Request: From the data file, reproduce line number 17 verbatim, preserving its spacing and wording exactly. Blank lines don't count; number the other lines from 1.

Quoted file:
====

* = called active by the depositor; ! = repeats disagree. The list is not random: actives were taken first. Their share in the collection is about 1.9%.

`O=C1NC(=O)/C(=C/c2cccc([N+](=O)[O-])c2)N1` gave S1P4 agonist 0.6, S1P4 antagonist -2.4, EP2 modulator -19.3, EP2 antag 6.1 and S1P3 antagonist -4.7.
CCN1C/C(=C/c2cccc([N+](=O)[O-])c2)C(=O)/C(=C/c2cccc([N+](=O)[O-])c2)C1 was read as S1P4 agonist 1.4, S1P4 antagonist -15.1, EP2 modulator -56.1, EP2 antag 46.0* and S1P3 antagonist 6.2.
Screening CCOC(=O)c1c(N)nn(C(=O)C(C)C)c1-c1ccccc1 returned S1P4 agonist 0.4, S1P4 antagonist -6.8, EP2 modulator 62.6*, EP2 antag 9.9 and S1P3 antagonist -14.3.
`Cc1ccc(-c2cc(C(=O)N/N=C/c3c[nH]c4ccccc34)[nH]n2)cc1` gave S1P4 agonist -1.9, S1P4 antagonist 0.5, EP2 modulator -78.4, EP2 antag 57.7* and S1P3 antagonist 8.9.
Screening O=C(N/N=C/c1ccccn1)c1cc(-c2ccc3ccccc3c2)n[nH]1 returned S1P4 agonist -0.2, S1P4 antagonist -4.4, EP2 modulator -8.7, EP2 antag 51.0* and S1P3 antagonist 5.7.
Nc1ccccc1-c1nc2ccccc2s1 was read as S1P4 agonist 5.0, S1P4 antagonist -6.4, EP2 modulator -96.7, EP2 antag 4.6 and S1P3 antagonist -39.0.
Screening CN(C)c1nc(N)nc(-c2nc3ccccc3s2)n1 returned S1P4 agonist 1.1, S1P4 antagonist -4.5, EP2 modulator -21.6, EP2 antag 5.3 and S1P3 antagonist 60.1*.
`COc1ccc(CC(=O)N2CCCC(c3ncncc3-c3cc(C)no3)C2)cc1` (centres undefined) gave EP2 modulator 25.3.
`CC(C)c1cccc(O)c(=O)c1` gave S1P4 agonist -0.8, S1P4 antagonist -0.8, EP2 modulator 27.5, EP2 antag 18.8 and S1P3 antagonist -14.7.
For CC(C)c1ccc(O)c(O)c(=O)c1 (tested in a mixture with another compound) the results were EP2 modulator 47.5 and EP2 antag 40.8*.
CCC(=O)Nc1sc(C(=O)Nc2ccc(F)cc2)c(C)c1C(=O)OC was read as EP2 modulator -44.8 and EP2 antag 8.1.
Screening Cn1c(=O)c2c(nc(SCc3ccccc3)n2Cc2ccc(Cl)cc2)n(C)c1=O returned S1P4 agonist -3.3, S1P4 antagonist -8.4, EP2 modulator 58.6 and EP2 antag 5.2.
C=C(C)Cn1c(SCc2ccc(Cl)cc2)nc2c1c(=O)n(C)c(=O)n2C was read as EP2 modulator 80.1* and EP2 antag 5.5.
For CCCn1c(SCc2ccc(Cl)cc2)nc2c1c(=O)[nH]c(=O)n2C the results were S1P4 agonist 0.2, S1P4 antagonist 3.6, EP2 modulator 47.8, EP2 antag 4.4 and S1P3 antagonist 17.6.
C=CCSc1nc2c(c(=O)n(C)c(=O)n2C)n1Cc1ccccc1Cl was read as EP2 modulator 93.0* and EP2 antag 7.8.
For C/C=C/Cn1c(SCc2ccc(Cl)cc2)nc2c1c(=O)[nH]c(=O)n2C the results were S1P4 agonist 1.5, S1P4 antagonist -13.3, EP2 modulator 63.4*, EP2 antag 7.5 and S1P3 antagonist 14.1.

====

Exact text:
For C/C=C/Cn1c(SCc2ccc(Cl)cc2)nc2c1c(=O)[nH]c(=O)n2C the results were S1P4 agonist 1.5, S1P4 antagonist -13.3, EP2 modulator 63.4*, EP2 antag 7.5 and S1P3 antagonist 14.1.